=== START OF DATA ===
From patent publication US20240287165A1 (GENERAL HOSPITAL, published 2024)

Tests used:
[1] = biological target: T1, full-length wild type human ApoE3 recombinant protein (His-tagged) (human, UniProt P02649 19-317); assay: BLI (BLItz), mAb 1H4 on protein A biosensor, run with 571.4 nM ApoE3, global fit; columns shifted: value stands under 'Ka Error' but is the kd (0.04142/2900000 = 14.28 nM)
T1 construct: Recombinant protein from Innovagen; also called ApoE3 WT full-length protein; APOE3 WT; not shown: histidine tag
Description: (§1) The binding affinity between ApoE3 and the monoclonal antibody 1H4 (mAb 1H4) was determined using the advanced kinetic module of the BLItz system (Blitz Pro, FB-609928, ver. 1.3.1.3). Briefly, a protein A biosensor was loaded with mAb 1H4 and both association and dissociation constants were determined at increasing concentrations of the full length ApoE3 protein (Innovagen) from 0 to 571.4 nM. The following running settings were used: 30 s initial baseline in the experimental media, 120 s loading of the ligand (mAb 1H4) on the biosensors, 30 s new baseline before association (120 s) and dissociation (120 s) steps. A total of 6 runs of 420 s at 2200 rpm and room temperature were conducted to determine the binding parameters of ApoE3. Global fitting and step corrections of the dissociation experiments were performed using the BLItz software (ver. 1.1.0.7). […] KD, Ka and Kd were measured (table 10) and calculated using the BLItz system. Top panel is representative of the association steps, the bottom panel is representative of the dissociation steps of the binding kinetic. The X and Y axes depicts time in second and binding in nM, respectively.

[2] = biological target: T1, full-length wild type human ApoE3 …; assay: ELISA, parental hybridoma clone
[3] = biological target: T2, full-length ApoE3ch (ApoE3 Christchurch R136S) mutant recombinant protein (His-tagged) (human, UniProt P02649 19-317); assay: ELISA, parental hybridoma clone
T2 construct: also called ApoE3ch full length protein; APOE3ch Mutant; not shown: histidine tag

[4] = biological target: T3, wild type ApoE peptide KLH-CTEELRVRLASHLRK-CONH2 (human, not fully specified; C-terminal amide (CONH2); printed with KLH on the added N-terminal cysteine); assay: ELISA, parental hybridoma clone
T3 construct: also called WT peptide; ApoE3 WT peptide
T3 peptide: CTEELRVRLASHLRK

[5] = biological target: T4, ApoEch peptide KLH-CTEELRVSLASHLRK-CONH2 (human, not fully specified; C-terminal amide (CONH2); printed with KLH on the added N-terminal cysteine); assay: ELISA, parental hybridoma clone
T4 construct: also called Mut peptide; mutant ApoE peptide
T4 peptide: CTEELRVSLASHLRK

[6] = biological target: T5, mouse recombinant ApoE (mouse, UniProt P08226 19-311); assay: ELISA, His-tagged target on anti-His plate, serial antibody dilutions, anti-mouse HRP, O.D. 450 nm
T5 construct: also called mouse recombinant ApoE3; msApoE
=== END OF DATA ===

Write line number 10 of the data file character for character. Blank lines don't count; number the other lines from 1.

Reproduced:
T3 construct: also called WT peptide; ApoE3 WT peptide